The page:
Call me slow, but I’ve just realised how facetious Fforde’s titles are, and it took getting lost in all the plotlines of The Well of Lost Plots to show me! While the overall plot stays the same – Thursday hides in the well until her child is born – the page-by-page plot drifts and weaves and tries its best to lose me. It’s not a bad thing, in fact it’s very well done if you’ll pardon the pun.
I’m also finding that now I’ve relaxed into the characters and the strangeness of this alternate world, I’m free to realize the way Fforde uses JurisFiction as a premise for his commentary on poor plotting, generic plot devices, confused punctuation, repeated words and, (my favourite), the had hads and that thats of a poorly effected ‘spring forward fall back’ device.
And I’ve only got one word to say about the outstanding depth of Fforde’s knowledge (or research): Godot! What a delight.
Ok, maybe I have a few more words to say about this skill… the MC’s announcement of the contenders for the Bookies awards (the annual Bookworld awards) for ‘the best dead person in fiction’:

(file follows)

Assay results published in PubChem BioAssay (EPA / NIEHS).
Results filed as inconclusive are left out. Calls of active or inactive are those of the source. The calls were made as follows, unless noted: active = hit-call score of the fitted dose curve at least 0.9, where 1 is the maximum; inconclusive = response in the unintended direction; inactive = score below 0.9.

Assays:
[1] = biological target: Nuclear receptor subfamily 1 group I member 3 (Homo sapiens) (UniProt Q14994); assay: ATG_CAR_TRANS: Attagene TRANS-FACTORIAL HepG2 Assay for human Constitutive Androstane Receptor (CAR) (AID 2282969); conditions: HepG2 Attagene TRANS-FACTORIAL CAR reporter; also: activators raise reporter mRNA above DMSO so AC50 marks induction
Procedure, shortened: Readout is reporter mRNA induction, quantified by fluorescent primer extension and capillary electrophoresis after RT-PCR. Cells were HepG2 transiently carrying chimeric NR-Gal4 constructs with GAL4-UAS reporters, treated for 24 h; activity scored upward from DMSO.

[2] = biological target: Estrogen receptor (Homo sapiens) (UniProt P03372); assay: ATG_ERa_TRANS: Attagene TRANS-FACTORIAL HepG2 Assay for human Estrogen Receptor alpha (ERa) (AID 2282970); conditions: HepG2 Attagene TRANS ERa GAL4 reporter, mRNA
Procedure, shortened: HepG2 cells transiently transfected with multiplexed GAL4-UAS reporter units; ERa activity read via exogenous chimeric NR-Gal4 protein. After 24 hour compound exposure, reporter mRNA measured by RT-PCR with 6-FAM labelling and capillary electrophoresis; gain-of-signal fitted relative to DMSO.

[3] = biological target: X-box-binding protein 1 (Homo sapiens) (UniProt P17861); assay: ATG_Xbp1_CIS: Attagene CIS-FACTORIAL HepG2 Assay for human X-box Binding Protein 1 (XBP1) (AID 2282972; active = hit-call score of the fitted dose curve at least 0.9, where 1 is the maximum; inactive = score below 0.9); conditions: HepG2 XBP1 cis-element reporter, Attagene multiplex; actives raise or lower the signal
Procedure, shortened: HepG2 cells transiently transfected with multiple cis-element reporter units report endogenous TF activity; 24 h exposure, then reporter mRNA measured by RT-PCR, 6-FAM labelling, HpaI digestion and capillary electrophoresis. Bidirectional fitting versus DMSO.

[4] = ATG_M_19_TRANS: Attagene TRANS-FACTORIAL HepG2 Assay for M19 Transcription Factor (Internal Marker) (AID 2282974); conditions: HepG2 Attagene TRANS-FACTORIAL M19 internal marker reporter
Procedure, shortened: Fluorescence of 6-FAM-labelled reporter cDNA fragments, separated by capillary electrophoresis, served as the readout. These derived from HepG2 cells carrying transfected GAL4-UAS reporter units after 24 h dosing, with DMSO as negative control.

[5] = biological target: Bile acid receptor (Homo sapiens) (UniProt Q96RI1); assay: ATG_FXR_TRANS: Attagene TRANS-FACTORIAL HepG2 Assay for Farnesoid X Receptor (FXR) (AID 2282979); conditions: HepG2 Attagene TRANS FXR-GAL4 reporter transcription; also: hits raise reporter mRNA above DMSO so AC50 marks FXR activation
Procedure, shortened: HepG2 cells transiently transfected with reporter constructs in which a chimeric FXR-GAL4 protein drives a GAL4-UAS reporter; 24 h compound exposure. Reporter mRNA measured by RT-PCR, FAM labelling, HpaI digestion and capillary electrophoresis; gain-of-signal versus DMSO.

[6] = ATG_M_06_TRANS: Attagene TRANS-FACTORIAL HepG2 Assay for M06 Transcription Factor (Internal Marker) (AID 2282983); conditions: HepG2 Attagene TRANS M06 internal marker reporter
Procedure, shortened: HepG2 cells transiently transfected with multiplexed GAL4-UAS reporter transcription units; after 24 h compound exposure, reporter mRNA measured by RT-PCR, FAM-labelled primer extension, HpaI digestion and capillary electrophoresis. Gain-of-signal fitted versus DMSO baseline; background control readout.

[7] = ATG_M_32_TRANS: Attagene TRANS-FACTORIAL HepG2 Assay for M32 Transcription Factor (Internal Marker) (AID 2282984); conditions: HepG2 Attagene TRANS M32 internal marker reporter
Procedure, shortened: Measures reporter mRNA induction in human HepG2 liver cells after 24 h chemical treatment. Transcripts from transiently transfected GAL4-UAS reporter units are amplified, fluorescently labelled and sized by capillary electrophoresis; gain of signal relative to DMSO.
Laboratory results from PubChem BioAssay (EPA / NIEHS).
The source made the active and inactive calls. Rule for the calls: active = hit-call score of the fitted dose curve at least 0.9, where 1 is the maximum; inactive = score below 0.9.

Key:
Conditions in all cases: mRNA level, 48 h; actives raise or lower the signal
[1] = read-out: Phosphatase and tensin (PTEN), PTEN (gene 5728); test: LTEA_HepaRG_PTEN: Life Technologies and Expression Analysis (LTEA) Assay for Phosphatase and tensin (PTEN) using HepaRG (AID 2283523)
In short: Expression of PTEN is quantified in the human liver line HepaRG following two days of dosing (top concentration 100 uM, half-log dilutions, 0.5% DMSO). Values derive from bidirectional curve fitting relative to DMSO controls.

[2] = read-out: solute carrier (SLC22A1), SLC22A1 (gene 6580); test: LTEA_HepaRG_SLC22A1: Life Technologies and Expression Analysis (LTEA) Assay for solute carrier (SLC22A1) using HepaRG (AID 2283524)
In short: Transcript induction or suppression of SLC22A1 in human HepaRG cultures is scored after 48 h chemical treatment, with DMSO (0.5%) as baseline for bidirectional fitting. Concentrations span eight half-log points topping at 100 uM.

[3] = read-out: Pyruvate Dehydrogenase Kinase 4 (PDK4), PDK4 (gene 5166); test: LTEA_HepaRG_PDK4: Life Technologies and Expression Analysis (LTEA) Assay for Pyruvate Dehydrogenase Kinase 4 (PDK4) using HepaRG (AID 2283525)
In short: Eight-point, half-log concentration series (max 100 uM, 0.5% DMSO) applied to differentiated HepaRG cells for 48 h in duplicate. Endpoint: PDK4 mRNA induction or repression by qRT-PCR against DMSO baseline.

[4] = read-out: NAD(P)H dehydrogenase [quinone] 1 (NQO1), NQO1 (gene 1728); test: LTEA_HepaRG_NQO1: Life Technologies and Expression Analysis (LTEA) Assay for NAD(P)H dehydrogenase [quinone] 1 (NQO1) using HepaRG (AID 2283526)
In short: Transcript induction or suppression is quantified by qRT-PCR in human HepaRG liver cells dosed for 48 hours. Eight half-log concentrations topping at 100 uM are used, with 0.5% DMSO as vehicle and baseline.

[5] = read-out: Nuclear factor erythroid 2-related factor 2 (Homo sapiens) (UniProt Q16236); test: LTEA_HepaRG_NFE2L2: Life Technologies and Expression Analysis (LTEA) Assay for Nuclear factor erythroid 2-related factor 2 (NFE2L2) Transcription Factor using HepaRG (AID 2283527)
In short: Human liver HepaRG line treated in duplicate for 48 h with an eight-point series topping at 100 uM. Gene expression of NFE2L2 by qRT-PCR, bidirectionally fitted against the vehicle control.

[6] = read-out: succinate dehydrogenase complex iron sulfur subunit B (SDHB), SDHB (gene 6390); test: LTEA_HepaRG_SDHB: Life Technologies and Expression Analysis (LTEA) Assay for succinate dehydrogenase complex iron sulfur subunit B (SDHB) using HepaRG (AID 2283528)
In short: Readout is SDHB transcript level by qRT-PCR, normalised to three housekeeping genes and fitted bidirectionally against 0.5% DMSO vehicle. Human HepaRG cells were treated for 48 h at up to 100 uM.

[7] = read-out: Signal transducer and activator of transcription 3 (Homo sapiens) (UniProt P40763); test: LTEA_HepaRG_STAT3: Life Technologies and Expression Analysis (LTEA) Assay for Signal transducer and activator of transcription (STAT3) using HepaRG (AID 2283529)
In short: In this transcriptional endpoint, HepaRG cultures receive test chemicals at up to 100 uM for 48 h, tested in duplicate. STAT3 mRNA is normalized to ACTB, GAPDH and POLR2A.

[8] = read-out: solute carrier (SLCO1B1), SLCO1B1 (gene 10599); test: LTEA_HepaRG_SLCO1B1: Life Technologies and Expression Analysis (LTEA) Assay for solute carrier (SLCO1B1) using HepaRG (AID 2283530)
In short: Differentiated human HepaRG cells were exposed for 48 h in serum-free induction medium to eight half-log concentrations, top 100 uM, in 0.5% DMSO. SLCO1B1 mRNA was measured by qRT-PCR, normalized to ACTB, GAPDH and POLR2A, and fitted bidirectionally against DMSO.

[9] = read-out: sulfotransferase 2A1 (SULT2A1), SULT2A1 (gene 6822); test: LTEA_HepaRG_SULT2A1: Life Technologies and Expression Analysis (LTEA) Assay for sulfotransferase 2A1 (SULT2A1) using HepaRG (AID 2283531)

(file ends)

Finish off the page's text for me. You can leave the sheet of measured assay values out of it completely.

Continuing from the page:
“First nomination: Count Dracula, […] the supreme Dark Lord himself, father of an entire sub-genre. From his castle in the Carpathians he burst upon the world and darkened shadows for ever. […]
From the undead to the very dead, the second nomination is for a man who returns selflessly from the grave to warn his erstwhile business partner of the terrors which await him if he does not change his ways. All the way from A Christmas Carol – Jacob Marley! […]
[And the third nomination] Banquo’s ghost from Macbeth. A slain friend and bloody revenge are on the menu in this Scottish play of power and obsession in the eleventh century.”
Yes, it’s a wordy book. Yes it’s quirky. But it’s also a hilarious read (or listen, in my case – and Gabrielle Kruger is as amazing as ever). And, special bonus if you’re a grammar nerd, you’re going to love the grammasites!